Artis Divina - Where Artists find ways to follow God

Monday, January 09, 2006

Whose ‘Will’ will it be?

“Jesus, in John 15:2, reminds us that he prunes the fruitful branch so that it will bear even more fruit. But a branch that has been pruned feels, for a time, that it is anything but fruitful. How can we come to understand the difficult places of our Christian lives as places that will result in even greater impact and godliness in and through us.” From My friend Alan Fadling’s website…

The pruning never feels good. And neither does the surrendering of our will to His Will.

This is the forming, reforming, conforming, and transforming of us into the image and likeness of Christ.

I’ve come to understand that the question of ‘Wills’ is at the heart of the problem of how we relate to God, and to the world.

My Will be done vs. Thy Will be done

Whose ‘Will’ will it be?

This question of wills, is also the question of pride and surrender, the pride in ourselves and our accomplishments and work, and the surrender of our right of being first, of our placement of ourselves before God, and our will instead of God’s will.

This question of ‘wills’ is the question of who’s on the throne of our lives, and the question of the surrender of the hidden places of our heart, especially like Pride.

And as a young and growing Christian, the question of wills, self, pride, etc.; these are the issues that young Christians need to ‘work out their salvation’ with, and crucify their own self desires, and pride, to allow God’s character to shine through them. Each successive layered removal of dingy self importance and prominence reveals the pristine light of God shining out from within. It reveals the dearly loved Child of God cohabitating with the Spirit shining out from within.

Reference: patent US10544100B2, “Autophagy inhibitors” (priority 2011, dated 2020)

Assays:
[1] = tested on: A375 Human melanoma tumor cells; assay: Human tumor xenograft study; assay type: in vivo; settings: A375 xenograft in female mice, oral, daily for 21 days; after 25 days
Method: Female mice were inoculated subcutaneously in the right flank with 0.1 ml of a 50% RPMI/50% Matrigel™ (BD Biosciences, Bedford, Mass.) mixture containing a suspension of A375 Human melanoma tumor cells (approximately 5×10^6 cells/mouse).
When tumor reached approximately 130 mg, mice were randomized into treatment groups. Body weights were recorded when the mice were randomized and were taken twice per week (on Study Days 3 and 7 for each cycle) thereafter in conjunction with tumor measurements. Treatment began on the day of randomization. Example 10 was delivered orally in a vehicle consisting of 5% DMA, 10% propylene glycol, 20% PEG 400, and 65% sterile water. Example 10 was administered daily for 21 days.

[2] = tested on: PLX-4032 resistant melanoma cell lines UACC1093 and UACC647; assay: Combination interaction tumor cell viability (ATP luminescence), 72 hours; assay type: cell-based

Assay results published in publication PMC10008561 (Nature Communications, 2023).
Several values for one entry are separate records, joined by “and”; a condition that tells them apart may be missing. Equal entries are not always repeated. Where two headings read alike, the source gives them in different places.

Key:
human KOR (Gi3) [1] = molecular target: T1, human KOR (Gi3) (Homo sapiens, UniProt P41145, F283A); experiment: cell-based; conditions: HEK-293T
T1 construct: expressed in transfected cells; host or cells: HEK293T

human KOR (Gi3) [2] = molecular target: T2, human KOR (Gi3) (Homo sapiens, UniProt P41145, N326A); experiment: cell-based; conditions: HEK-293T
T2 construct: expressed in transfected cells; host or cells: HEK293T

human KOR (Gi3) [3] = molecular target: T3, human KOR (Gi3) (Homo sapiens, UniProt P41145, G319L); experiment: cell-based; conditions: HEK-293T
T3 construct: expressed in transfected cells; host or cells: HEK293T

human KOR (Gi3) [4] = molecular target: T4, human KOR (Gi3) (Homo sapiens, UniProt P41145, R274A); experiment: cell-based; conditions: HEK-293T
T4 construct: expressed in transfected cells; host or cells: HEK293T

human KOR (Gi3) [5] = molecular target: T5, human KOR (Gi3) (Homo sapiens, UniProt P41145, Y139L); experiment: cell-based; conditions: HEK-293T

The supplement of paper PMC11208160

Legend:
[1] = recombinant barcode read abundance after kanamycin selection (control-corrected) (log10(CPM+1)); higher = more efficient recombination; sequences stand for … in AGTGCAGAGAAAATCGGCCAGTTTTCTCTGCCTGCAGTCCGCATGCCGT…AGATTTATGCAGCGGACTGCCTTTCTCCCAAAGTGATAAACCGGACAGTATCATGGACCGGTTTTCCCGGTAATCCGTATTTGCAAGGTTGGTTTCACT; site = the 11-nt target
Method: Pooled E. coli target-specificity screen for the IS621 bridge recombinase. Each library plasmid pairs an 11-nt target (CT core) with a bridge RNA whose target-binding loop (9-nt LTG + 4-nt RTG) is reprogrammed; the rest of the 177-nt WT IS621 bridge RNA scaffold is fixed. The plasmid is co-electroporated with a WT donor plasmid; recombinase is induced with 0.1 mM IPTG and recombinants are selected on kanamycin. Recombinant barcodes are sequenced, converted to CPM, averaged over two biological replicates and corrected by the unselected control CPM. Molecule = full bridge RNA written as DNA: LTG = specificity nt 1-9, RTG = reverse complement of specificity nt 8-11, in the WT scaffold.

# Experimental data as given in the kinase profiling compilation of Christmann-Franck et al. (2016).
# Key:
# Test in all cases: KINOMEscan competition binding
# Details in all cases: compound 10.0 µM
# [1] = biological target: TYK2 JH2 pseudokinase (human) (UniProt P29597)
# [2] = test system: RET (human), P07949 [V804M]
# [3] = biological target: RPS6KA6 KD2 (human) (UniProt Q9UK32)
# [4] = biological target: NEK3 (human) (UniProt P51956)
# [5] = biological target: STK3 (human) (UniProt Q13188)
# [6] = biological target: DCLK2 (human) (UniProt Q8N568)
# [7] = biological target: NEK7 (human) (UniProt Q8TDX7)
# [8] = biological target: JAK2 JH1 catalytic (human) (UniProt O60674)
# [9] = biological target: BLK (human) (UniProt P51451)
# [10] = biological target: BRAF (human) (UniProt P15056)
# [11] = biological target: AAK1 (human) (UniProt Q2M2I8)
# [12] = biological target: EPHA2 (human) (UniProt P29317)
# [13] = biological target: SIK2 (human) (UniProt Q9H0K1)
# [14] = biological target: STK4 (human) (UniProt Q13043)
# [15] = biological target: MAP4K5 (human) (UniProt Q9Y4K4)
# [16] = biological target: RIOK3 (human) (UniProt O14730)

And as we mature in Christ, it is not the pride of self that presents itself to the world, but the Spirit that shines through us. This presentation of Christ in Us no longer becomes an “I”, but a “We”. The word “I”, no longer has the attitude of pride, because it represents a person wholly in intimate and constant communion with God, - that is, - representing God, more than yourself. Pride of self has stepped out of the way to let God shine through.

This little story about the Desert Fathers reminds me of this process of letting God shine through us:

An old monk lived in the desert. He was known as Abba Lot. One day he went to see another respected spiritual father called Abba Joseph, to ask for spiritual guidance. He said: "Abba, as far as I can, I say my little prayer office, I fast a little, I pray and meditate. I live in peace, and as far as I can, I purify my thoughts. What more can I do?"

Abba Joseph stood up, and stretched his hands towards heaven. His fingers became like ten lamps, blazing with fire.

Then he said to Abba Lot: "If you really will, you can become all flame!"

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I like this perspective of wills. To me this feeds into the whole point of Creation and of Redemption-- that is, Relationship.

When I pray "Thy will be done on earth as it is in Heaven", integrity demands I take on His will, crucifying every desire of
the flesh. *smile*

This sounds scary to a new Christian. What happens, in fact, is similar to Michelangelo's carving. The extraneous dross is subject to the chisel, and the self in every original God given quality emerges.

Conformance to His will is too often confused with conformance to a church or a pastor or even a pre-existing idea of Christ; however, God desires our eyes become trained on His countenance until we become like Him. Notice how the eyes of a baby seek the face of the parent.

Enoch did that.




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